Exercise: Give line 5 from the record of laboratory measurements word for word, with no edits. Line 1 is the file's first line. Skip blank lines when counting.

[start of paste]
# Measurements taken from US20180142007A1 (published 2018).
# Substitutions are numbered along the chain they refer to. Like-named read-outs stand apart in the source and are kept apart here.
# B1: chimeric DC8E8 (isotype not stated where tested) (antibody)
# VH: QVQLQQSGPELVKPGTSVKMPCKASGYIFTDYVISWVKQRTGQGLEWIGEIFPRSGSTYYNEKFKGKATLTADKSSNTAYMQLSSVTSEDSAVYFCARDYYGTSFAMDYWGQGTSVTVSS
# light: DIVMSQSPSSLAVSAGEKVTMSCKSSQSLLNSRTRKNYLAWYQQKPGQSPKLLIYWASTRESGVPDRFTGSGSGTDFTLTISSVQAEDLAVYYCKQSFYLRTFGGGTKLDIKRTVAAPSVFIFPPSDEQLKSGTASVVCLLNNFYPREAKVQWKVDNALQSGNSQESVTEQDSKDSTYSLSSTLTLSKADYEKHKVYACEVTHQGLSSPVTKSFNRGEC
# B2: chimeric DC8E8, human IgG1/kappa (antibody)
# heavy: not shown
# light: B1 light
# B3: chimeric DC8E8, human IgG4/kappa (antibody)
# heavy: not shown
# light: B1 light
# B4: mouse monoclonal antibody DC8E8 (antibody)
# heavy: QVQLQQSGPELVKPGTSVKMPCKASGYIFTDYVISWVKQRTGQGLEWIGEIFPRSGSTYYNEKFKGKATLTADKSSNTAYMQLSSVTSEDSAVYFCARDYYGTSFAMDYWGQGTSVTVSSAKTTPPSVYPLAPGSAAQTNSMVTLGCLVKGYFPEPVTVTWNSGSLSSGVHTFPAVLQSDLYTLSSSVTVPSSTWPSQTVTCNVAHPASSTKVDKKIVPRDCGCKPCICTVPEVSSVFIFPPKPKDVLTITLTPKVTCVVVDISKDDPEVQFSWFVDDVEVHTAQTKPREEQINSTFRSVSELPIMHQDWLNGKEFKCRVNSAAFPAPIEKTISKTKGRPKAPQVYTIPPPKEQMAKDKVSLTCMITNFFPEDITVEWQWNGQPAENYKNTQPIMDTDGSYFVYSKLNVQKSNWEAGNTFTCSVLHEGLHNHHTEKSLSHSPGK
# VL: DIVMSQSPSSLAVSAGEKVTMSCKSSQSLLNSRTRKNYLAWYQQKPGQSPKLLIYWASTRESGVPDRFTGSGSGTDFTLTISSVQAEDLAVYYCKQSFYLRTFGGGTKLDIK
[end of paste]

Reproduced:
# light: DIVMSQSPSSLAVSAGEKVTMSCKSSQSLLNSRTRKNYLAWYQQKPGQSPKLLIYWASTRESGVPDRFTGSGSGTDFTLTISSVQAEDLAVYYCKQSFYLRTFGGGTKLDIKRTVAAPSVFIFPPSDEQLKSGTASVVCLLNNFYPREAKVQWKVDNALQSGNSQESVTEQDSKDSTYSLSSTLTLSKADYEKHKVYACEVTHQGLSSPVTKSFNRGEC